The White House has expanded its bombing campaign in Syria to help defend a small Pentagon-backed force against other armed insurgent groups or government security forces, officials said Monday.
The decision by President Obama increases the risk that the U.S. military ultimately may attack forces loyal to Syrian President Bashar Assad, pulling the U.S. more deeply into the country’s four-year-old civil war.
Until now, the U.S.-led air campaign that began last August has targeted only Islamic State positions, facilities and convoys. Obama has urged Assad to step down, but has sought to keep the U.S. military out of the civil war.
The policy shift came to light after the first group of several dozen U.S.-vetted and trained fighters were drawn into a firefight Friday by the Nusra Front, a militant group linked to al Qaida, in northern Syria.
American warplanes soon swept in to help defend the fighters, the first time U.S. aircraft had directly supported them in a battle.
Pentagon officials indicated additional airstrikes are likely as the American-trained force looks for ways to combat the Islamic State, the militant group that controls much of Syria and Iraq.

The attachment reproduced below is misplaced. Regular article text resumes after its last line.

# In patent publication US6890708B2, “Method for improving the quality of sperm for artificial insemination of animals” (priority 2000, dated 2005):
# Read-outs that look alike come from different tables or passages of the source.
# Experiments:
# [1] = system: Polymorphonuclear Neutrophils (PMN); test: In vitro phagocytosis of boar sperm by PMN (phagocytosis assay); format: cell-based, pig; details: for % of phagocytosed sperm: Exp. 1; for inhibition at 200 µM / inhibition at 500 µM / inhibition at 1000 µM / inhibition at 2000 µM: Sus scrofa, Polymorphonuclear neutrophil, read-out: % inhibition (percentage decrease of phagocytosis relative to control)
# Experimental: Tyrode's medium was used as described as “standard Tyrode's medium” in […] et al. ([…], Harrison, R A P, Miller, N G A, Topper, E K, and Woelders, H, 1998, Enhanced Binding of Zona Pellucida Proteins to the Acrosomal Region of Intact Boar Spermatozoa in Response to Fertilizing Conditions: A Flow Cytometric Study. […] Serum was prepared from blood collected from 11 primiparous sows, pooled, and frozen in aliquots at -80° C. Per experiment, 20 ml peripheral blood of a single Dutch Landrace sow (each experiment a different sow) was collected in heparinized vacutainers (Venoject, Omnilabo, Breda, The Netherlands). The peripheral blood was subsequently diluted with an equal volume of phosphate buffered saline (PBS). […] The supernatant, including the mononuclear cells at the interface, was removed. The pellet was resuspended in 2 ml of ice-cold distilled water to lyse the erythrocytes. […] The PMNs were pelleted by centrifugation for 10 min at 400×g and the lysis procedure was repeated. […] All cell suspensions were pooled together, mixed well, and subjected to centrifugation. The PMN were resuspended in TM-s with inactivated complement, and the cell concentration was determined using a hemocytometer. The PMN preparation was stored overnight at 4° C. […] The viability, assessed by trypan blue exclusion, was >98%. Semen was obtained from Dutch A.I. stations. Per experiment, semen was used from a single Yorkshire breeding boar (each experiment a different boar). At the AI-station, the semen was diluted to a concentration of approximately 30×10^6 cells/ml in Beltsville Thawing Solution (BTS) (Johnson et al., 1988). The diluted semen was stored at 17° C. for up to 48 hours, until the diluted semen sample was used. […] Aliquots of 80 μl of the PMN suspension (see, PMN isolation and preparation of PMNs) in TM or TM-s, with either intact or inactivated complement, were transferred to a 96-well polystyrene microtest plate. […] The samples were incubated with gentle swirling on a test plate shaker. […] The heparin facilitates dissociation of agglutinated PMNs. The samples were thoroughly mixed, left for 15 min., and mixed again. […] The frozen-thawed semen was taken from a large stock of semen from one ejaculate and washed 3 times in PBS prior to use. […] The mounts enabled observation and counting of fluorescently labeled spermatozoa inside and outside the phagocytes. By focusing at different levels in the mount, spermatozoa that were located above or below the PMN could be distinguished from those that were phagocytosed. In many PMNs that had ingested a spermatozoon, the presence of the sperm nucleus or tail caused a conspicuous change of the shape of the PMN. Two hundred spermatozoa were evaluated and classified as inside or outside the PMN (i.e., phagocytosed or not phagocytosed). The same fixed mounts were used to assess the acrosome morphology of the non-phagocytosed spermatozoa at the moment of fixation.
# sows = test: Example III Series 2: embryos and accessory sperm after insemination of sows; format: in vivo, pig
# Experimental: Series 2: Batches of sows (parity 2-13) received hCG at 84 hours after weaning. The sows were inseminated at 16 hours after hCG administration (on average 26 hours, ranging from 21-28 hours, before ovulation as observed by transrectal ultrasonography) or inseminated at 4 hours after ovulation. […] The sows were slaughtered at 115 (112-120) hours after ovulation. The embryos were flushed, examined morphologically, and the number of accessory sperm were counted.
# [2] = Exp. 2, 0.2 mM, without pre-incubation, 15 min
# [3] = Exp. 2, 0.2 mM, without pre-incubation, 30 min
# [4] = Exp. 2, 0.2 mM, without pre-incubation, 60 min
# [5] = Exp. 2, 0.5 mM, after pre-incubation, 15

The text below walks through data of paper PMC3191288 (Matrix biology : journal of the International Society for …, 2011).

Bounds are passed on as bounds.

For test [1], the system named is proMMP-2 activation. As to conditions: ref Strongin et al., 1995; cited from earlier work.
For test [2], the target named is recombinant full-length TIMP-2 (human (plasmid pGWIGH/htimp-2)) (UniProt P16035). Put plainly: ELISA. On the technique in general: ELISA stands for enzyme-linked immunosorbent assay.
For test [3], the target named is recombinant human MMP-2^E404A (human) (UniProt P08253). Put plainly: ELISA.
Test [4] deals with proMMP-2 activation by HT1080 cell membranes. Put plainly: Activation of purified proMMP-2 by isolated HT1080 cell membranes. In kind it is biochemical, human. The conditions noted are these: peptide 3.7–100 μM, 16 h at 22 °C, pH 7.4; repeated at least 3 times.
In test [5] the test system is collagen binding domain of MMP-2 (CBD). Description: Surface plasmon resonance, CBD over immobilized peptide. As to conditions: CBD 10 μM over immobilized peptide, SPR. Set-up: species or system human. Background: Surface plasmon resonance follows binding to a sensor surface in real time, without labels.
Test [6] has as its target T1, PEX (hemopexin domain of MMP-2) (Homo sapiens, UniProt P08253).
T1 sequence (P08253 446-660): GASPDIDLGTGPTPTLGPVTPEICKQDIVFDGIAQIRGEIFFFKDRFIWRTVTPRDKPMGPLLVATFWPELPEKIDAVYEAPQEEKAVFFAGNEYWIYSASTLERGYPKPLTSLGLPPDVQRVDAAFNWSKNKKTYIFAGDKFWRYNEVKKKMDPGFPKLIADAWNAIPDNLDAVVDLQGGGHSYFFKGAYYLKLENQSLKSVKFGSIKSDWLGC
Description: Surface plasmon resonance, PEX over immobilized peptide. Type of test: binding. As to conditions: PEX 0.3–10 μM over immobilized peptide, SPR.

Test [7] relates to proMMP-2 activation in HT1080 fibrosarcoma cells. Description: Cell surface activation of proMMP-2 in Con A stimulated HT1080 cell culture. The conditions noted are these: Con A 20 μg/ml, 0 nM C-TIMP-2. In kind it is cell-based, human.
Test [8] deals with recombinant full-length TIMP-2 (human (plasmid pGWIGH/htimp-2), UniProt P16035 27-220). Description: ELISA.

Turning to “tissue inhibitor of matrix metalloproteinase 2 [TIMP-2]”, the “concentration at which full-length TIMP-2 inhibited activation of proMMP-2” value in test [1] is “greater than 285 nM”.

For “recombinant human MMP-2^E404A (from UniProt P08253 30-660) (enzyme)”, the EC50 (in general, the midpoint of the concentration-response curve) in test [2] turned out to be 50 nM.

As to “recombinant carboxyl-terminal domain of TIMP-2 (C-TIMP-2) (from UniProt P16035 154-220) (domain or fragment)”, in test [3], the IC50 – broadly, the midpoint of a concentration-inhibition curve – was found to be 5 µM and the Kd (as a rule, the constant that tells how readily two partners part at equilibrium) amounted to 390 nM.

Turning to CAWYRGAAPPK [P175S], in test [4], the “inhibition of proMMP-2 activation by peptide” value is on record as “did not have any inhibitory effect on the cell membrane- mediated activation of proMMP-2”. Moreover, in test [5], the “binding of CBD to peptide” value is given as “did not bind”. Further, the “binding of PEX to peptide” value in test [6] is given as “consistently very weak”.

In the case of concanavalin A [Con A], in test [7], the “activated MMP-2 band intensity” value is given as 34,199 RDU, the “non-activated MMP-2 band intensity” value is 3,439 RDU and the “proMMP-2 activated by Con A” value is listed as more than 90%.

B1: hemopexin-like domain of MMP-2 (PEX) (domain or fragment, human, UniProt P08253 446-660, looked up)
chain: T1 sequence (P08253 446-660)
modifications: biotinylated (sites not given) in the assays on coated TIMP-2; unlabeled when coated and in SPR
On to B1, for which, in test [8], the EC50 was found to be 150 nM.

“We won’t get into the specifics of our rules of engagement, but have said all along that we would take the steps necessary to ensure that these forces could successfully carry out their mission,” said Cmdr. Elissa Smith, a Pentagon spokeswoman. “We demonstrated our resolve in this respect on Friday.”
White House National Security Council spokesman Alistair Baskey said the newly trained Syrian force was “being provided with a wide range” of support. He called the airstrikes another measure “to protect them.”
The administration’s $500 million effort to train and arm an opposition force in Syria has been plagued with problems and delays.
Under the program, which was announced in June 2014, the Pentagon initially planned to graduate 5,400 fighters within a year. They have trained fewer than 60 so far.
The four countries where the training takes place – Turkey, Jordan, Saudi Arabia and Qatar – sharply disagree with Washington on what the proxy force should do. They want it to focus first on ousting Assad; the White House wants the fighters to target Islamic State.